By Julie Christensen
Native to Africa, freesias (Freesia) make cheery, fragrant houseplants, welcome additions to cut floral displays or lovely perennial bed plants. Freesias are bulb plants, and grow from corms, to be more exact. These small bulbs are fragile and require special care to thrive, but the prolific, scented blooms are worth the extra effort.
Freesias can be hard to find in Northern gardens. Check reputable nurseries in the spring or order them online. Freesia corms are commonly sold in the fall in the south.
Growing Freesias Outdoors
Freesias are hardy in U.S. Department of Agriculture plant hardiness zones 9 through 11 only. In these warm areas, gardeners plant freesia corms outdoors in the fall. To thrive, freesias need well-draining soil. They’ll rot in soggy conditions. Amend heavy soils with compost, moistened peat moss, manure or other organic material. Another option is to grow freesia in raised beds.
Plant freesias 2 inches deep with the pointed ends facing up. They should be spaced about 3 inches apart. Firm the soil lightly around them and water them well after planting. Water freesias at least weekly during the growing season in the absence of rainfall.
Freesias will bloom for several weeks. During this time, you can cut some of the blooms for indoor use if you like. Once freesias stop blooming, the foliage will slowly wither and die. Don’t cut it back fall when it is completely wilted and yellowed.
If you live north of zone 9, you’ll need to alter your strategy slightly. Northern gardeners must plant freesia outdoors in the spring, after the last expected frost. Give freesia well-draining, rich soil and plant in full sun. Water them as needed to keep the soil evenly moist, but never soggy.
Come fall, you’ll dig up the freesias as soon as the first light frost kills the leaves. Dig up freesia carefully with a digging fork or even your hands. Be very careful not to nick the corms, which can introduce disease and rot.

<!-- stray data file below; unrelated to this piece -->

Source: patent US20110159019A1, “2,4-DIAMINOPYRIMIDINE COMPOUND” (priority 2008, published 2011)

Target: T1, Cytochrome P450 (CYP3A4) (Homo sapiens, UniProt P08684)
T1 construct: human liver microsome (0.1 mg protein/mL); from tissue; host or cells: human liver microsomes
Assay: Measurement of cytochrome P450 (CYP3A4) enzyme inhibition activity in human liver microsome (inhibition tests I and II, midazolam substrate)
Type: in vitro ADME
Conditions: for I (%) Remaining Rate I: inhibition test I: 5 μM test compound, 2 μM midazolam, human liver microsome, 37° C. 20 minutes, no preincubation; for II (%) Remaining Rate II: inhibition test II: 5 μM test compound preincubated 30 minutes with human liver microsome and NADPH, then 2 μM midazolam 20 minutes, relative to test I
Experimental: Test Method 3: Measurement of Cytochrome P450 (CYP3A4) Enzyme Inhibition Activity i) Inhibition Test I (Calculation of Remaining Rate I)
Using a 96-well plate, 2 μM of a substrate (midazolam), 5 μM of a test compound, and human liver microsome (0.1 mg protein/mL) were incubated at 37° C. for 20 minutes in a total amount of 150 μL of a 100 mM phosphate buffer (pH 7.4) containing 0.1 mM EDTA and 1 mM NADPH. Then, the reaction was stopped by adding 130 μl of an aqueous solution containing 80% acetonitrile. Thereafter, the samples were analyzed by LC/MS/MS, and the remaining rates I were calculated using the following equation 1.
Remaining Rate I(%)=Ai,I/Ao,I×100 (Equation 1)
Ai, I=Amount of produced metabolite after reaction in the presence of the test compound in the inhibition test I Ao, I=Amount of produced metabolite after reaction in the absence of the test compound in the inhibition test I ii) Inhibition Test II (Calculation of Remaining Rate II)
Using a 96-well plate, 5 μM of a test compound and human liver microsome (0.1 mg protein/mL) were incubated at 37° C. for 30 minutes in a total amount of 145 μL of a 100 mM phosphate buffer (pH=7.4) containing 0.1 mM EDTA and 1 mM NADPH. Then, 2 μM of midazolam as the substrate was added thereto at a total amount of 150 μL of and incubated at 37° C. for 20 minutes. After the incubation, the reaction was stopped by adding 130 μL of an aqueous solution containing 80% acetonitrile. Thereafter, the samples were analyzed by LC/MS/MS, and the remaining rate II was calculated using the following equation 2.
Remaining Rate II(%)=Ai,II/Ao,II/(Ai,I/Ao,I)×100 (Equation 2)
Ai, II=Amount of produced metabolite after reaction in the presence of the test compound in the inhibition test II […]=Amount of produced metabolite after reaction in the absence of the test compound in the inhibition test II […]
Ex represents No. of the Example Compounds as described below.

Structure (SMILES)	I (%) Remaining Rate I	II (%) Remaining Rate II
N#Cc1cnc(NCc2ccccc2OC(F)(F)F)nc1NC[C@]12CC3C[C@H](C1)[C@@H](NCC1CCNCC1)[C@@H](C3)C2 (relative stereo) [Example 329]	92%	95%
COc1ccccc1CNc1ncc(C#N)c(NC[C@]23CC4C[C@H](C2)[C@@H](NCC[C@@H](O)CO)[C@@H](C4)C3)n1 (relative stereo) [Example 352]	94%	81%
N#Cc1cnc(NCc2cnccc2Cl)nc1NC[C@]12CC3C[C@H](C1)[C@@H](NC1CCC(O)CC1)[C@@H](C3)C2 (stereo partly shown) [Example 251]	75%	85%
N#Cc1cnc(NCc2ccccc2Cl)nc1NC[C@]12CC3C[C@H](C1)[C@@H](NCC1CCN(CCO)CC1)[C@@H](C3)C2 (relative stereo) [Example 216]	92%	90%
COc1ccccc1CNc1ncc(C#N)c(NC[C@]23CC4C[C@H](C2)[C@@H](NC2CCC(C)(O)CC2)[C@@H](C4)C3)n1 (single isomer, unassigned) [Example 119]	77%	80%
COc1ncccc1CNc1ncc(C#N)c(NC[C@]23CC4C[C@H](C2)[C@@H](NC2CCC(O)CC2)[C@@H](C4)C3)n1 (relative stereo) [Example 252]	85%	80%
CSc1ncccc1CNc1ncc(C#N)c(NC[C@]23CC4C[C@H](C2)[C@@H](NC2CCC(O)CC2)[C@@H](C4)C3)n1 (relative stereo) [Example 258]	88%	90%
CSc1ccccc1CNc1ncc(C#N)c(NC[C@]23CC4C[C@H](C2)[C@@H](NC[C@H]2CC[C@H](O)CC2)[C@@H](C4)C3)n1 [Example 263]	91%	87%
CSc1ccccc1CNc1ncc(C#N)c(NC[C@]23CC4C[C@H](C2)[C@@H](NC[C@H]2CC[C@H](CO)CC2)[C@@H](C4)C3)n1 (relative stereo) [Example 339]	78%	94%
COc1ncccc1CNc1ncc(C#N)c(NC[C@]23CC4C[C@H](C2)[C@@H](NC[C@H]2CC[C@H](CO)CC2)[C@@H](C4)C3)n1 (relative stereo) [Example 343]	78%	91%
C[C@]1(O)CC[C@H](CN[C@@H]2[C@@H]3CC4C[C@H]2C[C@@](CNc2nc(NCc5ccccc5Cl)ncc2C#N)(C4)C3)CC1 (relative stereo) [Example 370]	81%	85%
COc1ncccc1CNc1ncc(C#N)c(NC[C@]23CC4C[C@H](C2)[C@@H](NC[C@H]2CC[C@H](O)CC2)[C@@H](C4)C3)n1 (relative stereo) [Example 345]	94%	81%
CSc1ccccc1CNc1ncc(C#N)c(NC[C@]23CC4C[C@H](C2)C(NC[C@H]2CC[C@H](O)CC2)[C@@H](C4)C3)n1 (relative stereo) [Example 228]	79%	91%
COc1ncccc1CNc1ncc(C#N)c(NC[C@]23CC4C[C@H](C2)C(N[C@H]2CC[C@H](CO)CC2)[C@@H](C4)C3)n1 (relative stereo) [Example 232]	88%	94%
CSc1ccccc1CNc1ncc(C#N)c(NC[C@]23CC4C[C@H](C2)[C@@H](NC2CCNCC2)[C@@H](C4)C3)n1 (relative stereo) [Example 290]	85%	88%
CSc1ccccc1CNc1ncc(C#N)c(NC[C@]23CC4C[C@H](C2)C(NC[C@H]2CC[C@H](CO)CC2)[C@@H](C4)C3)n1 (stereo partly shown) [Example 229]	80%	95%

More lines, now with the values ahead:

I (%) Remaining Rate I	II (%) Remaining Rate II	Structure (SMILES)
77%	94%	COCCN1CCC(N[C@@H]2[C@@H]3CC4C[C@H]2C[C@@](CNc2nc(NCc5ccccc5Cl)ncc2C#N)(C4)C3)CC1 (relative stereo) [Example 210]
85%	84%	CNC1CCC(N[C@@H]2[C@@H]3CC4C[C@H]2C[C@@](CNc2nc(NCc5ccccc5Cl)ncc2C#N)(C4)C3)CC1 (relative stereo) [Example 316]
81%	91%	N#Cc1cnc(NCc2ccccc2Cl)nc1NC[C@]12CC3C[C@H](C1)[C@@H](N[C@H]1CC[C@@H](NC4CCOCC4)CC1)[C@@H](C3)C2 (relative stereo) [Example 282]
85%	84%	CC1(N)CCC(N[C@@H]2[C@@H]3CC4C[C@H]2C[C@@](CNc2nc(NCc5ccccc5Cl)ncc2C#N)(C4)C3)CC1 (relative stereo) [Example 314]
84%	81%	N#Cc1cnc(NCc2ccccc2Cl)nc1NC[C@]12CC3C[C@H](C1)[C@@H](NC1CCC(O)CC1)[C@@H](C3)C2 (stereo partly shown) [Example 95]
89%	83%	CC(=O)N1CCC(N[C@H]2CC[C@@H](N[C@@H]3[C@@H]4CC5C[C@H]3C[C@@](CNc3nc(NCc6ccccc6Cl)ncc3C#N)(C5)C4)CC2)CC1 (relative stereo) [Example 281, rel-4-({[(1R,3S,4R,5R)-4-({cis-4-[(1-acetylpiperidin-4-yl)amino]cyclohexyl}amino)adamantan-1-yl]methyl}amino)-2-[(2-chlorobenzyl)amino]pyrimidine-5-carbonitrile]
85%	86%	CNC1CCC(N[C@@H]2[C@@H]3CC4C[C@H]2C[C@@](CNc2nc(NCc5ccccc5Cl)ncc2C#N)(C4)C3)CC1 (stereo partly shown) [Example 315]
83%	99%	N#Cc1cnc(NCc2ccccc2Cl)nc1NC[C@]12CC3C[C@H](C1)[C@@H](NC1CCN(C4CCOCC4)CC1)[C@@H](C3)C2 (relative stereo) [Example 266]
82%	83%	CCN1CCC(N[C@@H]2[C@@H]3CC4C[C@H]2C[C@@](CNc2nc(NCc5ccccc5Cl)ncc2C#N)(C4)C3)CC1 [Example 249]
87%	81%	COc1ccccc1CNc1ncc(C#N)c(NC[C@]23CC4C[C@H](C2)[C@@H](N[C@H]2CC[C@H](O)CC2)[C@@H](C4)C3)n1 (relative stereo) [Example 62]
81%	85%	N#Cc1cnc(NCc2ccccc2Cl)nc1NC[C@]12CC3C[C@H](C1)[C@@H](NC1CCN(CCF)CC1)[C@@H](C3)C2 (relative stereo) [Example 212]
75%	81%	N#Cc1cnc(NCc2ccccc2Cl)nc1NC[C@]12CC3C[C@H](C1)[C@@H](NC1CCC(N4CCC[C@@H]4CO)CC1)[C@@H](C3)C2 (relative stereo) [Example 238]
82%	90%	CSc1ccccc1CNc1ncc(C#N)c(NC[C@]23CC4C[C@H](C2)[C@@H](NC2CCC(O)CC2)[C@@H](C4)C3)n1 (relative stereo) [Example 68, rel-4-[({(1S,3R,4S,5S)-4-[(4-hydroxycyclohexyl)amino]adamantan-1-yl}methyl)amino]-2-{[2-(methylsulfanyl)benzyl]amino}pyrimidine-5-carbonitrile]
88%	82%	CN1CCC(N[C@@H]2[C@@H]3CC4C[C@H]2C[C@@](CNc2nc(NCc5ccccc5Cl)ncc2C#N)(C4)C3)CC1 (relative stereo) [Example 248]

Gently remove the dirt and debris from the corms. Discard any that seem diseased and place the remaining corms in a tray. Store them in a warm, dry location for up to three weeks to cure. Once the corms have dried, remove any cormlets, or side sprouts. Store the corms in a labeled brown bag in a dark, dry place. Don’t store them in a shed, where rodents are likely to feast on them.
Once spring arrives, inspect the corms and discard any that are moldy. Tuck the rest in the ground and start the whole process again!
Growing Freesias as Houseplants
If all this sounds like too much work, freesias make excellent houseplants. Freesias are generally grown as a winter houseplant; planted in late fall through winter, they bloom from late winter to spring, and enter a period of dormancy during the hot summer months. To grow them as houseplants, plant 5 to 6 corms 1 inch deep in a 12-inch pot filled with light potting mix. Place the freesias in a bright, sunny room. Daytime temperatures should range between 60 and 70 degrees, with slightly cooler nighttime temperatures.
Keep the soil moist, but not soggy. Freesias will begin blooming 10 to 12 weeks after planting. Some freesias can grow 18 inches tall or more, and require staking. After the blooms fade, allow the foliage to die back. Most people dig up the corms, cure them and place them in storage, but you could also try storing them in their pots in a cool, dark, dry location.
Freesia Diseases and Pests
Freesias have few insect and disease problems. In fact, their two major enemies are dampness and cold. Keep them warm and reasonably dry and they’ll usually stay healthy.
More Information about Freesia Flowers
To learn more about freesias, visit the Missouri Botanical Garden.
Read Storing Tender Bulbs and Bulblike Structures from the University of Minnesota.
This YouTube video shows you how to plant freesia corms / bulbs.
When she’s not writing about gardening, food and canning, Julie Christensen enjoys spending time in her garden, which includes perennials, vegetables and fruit trees. She’s written hundreds of gardening articles for the Gardening Channel, Garden Guides and San Francisco Gate, as well as several e-books.